[whatwg] Status bars and progress indicators
fantasai.lists at inkedblade.net
Mon Mar 20 22:06:08 PST 2006
Ian Hickson wrote:
> In all of these cases, there are at most three segments: low, medium, and
> high, and in fact in all cases you could get away with having at most two
> segments (i.e. just having a "low" or "high" marker).
mmm, I've seen a *lot* of gauges that have a "low" threshold and a "critical"
threshold. I don't know what you mean by "get away with".
I agree that Mikko's points about "good" and "bad" are important.
To set the scale for a three-segment gauge you need to know
- min value
- max value
- lower threshold
- upper threshold
Min/max set the range, the thresholds segment it, and the optimum tells
you where it's green, with red and orange (if applicable) falling out from
+1 for <gauge> over the rest. It's both accurate and precise imo.
> On Tue, 23 Nov 2004, Brad Fults wrote:
>>My proposed solution (or direction toward a solution) is no harder to
> Your solution has multiple elements. The alternative has one element.
> There is an order of magnitude increase in complexity (in the spec, in the
> implementation, and in usage) when you start allowing or requiring more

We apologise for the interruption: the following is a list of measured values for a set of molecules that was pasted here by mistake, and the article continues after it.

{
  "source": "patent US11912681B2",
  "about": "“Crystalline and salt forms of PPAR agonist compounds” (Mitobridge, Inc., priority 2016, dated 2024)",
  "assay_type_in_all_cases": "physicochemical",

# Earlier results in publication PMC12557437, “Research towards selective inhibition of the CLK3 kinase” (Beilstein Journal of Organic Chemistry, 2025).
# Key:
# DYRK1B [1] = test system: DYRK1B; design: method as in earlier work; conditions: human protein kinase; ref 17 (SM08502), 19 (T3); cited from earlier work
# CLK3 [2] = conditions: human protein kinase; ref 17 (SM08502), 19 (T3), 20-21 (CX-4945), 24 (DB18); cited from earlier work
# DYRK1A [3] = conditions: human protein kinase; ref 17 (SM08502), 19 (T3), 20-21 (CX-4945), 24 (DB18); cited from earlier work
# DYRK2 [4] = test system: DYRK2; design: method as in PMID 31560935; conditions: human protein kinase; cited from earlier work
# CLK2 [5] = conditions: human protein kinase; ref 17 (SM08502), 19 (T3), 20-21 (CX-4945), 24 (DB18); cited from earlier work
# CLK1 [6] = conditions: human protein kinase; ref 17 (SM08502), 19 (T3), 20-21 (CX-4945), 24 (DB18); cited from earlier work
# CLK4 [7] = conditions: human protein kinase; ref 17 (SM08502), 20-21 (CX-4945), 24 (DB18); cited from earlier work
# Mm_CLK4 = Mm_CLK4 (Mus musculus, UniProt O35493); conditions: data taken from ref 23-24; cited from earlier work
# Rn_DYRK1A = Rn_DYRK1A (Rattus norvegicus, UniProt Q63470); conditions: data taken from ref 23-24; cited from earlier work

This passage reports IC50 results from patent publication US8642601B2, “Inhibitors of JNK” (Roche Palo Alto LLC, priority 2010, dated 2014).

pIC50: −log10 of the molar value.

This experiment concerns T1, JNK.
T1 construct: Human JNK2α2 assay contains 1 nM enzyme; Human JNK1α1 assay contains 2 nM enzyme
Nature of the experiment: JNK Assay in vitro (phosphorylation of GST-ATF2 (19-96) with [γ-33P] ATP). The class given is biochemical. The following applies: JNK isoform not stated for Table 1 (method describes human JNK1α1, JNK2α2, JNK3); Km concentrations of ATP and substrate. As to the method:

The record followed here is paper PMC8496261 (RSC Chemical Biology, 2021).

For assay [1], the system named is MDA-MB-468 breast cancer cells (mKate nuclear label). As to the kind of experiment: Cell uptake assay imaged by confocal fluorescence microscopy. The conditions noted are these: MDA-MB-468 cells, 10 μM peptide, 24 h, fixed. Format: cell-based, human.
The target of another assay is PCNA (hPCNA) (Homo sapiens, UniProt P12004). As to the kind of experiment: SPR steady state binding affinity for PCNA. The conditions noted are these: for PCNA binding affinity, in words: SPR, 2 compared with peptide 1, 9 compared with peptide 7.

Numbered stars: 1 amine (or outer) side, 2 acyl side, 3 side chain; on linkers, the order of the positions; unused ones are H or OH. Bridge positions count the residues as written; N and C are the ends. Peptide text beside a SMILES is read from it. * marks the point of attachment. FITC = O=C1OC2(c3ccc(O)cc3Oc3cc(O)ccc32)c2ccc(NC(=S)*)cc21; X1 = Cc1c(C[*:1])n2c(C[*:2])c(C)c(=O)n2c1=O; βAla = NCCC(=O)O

> than one element to achive an effect.
>>It's a difference between hard-coding a 2- or 3-level indicator and
>>making one that can have an arbitrary number of children. This isn't
>>rocket science at all, but rather something that's already been done in
>>many other parts of HTML (e.g. select/option).
> <select>/<option> is _extremely_ complicated to implement. It has its own
> special hard-coded HTML parse mode, for instance.
I wonder how much of that is due to the optional end tag on <option>...
The "order of magnitude increase in complexity" due to multiple elements
strikes me as accurate, though.
Just as a note on presentation requirements for CSS or XBL or whatever:
this thing needs to handle graphical 3.5/5 stars and things like that.
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